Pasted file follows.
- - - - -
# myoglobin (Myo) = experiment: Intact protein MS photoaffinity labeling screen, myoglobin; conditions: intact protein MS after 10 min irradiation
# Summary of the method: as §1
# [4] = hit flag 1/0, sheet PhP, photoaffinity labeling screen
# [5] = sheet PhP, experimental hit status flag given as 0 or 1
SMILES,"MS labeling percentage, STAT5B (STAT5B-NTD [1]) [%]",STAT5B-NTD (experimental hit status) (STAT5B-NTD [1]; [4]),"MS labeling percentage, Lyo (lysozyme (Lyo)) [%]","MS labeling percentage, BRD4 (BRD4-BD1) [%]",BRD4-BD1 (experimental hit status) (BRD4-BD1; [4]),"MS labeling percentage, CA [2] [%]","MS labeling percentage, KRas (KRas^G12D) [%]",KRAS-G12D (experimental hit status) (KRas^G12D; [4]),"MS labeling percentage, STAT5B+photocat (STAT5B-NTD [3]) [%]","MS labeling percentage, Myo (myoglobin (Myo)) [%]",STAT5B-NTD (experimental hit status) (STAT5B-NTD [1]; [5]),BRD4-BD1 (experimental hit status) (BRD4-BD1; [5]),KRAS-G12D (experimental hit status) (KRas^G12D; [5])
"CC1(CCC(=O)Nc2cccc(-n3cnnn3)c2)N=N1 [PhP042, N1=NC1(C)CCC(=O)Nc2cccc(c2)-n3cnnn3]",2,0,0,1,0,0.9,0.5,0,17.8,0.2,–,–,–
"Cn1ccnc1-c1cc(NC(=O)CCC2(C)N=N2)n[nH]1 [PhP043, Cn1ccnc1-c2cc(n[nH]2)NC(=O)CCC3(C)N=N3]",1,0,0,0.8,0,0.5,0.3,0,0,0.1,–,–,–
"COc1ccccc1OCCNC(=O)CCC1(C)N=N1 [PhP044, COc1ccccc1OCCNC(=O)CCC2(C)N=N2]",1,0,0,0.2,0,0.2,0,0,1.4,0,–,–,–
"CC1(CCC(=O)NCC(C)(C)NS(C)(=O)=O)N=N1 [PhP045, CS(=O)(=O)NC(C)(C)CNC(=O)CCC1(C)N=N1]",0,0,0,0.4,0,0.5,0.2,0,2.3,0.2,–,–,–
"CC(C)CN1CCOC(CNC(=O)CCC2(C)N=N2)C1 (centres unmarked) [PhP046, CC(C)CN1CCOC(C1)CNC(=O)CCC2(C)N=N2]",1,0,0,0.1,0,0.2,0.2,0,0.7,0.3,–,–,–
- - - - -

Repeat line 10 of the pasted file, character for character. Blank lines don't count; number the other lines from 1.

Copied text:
"CC(C)CN1CCOC(CNC(=O)CCC2(C)N=N2)C1 (centres unmarked) [PhP046, CC(C)CN1CCOC(C1)CNC(=O)CCC2(C)N=N2]",1,0,0,0.1,0,0.2,0.2,0,0.7,0.3,–,–,–